Former Wolves keeper Bert Williams, who played 24 times for England and won league and FA Cup winners' medals with his club, has been awarded an MBE in the Queen's birthday honours list.
Ironically, the announcement comes on the day England play USA in the World Cup - Williams will be forever associated with one of the darkest days in English football, when USA beat England 1-0 at the 1950 tournament. Now 90 and living in Shropshire, Williams told the BBC that he had put the match to the back of his mind until the World Cup draw last December. "I mean I was trying to forget it and I had completely forgotten it until the draw came out and then of course that resurrected all kinds of memories."
Looking back 60 years, England had won their opening game against Chile 2-0 and the USA had lost 3-1 to Spain. Few expected the meeting of the two sides on June 29 at Brazil's Estadio Independencia to be anything other than routine.
"I think we ought to get the record straight here because you've got to give the American team credit for what they did," Williams said. "Everyone in the country thought there was no chance that they would win, so the style of play they adopted was one that we were completely unused to. As soon as an English player got the ball, every one of the American side retreated into their goalmouth. You couldn't see the goal for legs."
The siege continued until the 38th minute when USA scored. Williams has few memories of the goal itself. "I know that it was a deflection off one of their players. I was going the right way, where the ball was going, and it hit someone else and went the other way. The man that scored was a man called Gaetjens and he came from Haiti."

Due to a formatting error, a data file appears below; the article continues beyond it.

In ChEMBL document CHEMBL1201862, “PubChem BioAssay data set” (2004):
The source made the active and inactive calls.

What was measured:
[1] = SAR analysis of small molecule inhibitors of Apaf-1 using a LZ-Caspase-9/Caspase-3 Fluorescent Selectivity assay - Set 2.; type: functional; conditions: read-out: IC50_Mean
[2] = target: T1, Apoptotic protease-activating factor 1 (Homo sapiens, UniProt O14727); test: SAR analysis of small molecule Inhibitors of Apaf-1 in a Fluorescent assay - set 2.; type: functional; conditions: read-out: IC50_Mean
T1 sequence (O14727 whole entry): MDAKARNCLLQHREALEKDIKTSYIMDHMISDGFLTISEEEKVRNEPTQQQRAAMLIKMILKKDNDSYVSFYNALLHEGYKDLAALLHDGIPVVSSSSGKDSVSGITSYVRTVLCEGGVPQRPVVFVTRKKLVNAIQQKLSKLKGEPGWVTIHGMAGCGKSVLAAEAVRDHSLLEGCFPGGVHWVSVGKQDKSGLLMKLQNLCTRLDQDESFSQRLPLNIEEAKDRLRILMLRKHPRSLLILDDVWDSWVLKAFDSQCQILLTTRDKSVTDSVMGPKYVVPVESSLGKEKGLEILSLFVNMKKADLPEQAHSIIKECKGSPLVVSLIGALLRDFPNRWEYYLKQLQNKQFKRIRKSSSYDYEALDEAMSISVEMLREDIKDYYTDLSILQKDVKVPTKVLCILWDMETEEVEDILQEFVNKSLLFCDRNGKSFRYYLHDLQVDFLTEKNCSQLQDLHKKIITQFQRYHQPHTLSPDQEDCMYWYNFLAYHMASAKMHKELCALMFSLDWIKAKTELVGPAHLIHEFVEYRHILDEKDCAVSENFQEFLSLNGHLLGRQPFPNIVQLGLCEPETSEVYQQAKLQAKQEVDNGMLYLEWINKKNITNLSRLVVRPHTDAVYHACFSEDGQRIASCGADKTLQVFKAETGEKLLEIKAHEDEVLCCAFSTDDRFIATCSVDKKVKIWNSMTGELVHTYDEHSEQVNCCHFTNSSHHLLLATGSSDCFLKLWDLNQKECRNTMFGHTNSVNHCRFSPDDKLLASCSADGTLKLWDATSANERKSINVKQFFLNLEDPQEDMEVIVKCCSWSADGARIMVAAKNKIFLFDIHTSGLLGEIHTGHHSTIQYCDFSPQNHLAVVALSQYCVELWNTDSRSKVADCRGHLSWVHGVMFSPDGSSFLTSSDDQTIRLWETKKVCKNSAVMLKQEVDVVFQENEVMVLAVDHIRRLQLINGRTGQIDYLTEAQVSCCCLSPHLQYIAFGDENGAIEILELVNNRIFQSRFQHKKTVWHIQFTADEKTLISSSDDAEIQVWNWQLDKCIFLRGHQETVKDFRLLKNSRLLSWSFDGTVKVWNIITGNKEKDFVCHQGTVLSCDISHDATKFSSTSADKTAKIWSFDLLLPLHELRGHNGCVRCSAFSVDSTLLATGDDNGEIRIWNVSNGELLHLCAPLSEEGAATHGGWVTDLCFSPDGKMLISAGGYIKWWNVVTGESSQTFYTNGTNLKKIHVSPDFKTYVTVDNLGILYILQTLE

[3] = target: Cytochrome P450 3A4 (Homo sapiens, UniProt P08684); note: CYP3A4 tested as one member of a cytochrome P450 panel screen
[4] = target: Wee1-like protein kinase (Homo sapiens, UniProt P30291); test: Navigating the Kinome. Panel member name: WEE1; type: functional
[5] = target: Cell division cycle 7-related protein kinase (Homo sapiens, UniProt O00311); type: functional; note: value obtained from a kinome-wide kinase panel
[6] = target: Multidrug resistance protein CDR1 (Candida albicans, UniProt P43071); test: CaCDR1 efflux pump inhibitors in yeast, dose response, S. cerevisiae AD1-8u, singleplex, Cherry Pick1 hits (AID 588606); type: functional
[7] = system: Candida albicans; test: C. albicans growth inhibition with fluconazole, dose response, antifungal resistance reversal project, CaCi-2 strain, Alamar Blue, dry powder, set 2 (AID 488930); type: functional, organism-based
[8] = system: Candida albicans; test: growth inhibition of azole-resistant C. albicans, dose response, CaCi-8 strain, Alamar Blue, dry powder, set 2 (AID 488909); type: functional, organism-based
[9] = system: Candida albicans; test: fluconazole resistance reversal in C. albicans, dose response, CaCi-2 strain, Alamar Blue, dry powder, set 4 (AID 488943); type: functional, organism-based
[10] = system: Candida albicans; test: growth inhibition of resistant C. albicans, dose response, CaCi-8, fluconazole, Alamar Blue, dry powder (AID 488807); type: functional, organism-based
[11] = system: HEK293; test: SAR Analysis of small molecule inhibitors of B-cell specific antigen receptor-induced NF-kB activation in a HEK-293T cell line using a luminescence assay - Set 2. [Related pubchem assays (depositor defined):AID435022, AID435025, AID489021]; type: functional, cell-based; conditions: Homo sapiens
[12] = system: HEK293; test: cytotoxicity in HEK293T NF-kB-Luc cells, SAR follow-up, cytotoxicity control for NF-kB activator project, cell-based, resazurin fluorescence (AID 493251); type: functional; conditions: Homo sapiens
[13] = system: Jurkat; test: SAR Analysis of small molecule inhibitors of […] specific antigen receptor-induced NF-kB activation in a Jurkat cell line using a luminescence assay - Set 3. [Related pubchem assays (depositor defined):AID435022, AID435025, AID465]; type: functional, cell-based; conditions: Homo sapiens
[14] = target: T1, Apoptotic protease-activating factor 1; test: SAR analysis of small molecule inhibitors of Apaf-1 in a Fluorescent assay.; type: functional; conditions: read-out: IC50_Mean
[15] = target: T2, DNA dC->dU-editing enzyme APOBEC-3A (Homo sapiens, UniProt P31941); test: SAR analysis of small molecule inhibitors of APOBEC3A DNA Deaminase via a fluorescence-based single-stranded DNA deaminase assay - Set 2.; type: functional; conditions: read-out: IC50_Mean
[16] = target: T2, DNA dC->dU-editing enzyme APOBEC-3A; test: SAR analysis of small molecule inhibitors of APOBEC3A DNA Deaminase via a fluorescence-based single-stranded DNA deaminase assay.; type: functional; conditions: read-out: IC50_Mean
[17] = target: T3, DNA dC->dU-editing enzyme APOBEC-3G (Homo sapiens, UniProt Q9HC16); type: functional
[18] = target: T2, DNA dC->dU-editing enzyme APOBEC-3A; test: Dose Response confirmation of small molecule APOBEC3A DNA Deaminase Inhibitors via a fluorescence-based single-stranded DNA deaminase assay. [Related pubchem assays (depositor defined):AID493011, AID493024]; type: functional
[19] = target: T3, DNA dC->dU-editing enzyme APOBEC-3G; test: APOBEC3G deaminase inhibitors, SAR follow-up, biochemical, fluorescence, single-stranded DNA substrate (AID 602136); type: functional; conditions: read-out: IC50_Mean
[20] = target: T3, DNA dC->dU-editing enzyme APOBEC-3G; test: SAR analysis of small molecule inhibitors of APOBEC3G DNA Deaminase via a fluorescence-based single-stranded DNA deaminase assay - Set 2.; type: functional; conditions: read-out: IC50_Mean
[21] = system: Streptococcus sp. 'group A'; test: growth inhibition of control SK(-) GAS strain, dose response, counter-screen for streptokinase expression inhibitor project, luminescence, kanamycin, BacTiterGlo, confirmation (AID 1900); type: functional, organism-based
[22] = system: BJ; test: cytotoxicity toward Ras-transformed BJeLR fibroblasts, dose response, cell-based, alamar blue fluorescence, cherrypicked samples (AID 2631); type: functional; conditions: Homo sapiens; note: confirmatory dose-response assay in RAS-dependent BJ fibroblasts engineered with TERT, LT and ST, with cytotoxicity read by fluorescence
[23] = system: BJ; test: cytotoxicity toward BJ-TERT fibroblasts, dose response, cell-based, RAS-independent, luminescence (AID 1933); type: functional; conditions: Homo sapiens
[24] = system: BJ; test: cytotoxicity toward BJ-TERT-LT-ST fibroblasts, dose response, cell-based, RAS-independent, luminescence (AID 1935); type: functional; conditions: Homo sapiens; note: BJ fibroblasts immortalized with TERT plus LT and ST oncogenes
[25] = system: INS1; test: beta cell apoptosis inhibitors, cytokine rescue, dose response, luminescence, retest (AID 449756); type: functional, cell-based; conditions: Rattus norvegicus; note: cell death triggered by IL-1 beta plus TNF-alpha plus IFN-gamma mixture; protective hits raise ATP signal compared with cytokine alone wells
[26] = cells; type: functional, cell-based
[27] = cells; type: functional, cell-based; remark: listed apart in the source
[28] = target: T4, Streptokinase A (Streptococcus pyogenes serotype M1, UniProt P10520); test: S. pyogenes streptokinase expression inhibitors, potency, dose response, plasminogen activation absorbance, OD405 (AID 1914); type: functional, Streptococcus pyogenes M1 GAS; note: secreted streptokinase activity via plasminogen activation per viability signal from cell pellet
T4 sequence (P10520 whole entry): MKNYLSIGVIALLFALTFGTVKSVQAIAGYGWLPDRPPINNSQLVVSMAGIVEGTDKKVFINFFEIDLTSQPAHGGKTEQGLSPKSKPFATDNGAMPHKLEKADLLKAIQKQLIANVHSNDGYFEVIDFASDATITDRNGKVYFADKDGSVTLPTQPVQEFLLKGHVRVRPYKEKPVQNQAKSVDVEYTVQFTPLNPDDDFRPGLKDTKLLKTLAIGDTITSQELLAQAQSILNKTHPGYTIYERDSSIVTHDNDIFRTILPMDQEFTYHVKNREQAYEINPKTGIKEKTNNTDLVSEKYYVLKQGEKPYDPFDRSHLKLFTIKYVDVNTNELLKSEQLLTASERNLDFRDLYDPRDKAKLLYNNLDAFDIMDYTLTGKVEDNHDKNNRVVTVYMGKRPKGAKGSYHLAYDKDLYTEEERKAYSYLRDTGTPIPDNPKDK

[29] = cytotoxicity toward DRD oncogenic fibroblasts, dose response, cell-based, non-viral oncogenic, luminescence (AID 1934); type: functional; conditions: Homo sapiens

He admitted the result knocked the stuffing out of the side and they lost their final group match to Spain to go out - USA were thumped 5-2 by Chile and they too were eliminated.
"It hurts because of the stigma really that goes with that result," Williams said. "It hurts because the people couldn't see how much of the play we had and what an injustice it was that we lost.
"A fair score of that match should have been nine or 10-1. It was just a one-off that will probably never happen again in a lifetime."
More than the result, it was the fact they went out of the World Cup that hurt the most. Williams said England had headed to Brazil confident they could lift the trophy. "It was something that we obviously wanted to do and something that we thought may have been fairly easy to do and we were deprived of the chance of going on further in the Cup. I think the team that went out to Brazil was good enough."